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The Purpose of a Presentation: Inform, Persuade, Inspire or Entertain

Posted by Langevin Team on 6/2/11 5:45 AM
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“Nothing is as necessary for success as the single-minded pursuit of an objective. “ ~Fred Smith.

We know that in training our role is not just to “stand and deliver;” we need to have PAF (presentation, application, and feedback). However, on occasion, we are asked to just give a presentation. And, one of the biggest challenges we then face is to define the purpose of the presentation and determine how to reinforce this purpose.

 

To illustrate how to do this, I’ll walk you through an experience my daughter had:

Marie was excited; she had been asked to give a presentation. She had completed some preliminary work. She knew her audience, length of the presentation, place for the presentation, etc. Now she wanted to know how to structure the presentation. Between phone calls and emails, I was able to coach her through the process.

 

Her topic was on track and field, specifically the hurdles. Marie was selected because she ran the hurdles in high school and college. What she needed to do was determine the purpose of her presentation: did she want to inform, persuade, inspire, or entertain her audience? Once identified, she could then build her presentation accordingly. Put another way, Marie needed to define what she wanted the audience to think, feel, or do at the end of the presentation. Let’s take a closer look.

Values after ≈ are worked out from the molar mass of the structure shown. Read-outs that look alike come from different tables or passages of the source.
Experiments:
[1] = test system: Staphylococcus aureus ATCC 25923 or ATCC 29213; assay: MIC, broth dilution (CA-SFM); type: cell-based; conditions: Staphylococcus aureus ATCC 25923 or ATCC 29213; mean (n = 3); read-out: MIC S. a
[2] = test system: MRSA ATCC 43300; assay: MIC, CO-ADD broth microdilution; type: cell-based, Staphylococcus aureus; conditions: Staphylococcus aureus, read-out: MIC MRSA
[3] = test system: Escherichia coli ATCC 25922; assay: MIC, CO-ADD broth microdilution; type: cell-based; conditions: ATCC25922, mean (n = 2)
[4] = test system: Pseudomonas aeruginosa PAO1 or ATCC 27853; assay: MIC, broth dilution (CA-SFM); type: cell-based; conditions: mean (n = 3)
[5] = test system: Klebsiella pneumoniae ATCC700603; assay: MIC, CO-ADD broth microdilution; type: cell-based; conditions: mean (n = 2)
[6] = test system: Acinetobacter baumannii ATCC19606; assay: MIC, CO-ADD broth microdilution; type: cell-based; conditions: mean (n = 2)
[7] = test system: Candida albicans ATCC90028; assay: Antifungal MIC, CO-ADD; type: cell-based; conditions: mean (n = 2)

An informative presentation gives the audience information about the topic; this could be information that is interesting or useful. Marie could provide detailed information about the hurdles that would clear up any misconceptions, or take this as an opportunity to tell the audience that the hurdles are not as dangerous as they look. Here, she would provide the strongest pieces of information needed to get the audience to this mind set.

 

A persuasive presentation is an effort to change/influence the opinions, beliefs, or behaviors of the audience. For example, Marie’s presentation could be an effort to get the audience to try out for the hurdles or petition to have the hurdles as a track and field event at the high school level. Here she would present her most convincing arguments.

 

An inspirational presentation is an appeal to the feelings, emotions, values, and thoughts of your audience. Marie could use the quote, “No pain – no gain” as an example of how she ran with pulled muscles and back pain to achieve her track goals. Here, the emphasis is on the use of the most inspirational quotes, stories, or anecdotes.

An entertaining presentation is a presentation that is light hearted, casual and fun. The emphasis is catching and holding the attention of the audience. Humor, stories, or subtle irony could be the focus. Marie could share the time she fell over a hurdle and was more embarrassed that her father ran onto the field than she was with the fall.

 

Once Marie determined its purpose, she would continue to build the presentation. To inform, she would use the strongest pieces of information. To persuade, she would use her most convincing arguments. To inspire, she would use her most inspirational quotes, stories, or anecdotes. To entertain, she would use humor or engaging stories to involve the audience. And, of course, she would still need a great opening, closing, and delivery. But now she knew where to start.

 

What kinds of presentations have you been asked to deliver and what have you used to inform, persuade, inspire, or entertain your audience?

 


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Topics: presentation skills, influencing

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Our very own world-class course leaders share their experiences, tips, best practices, and expertise on virtual training, instructional design, needs analysis, e-learning, delivery, evaluation, presentation skills, facilitation, and much more!

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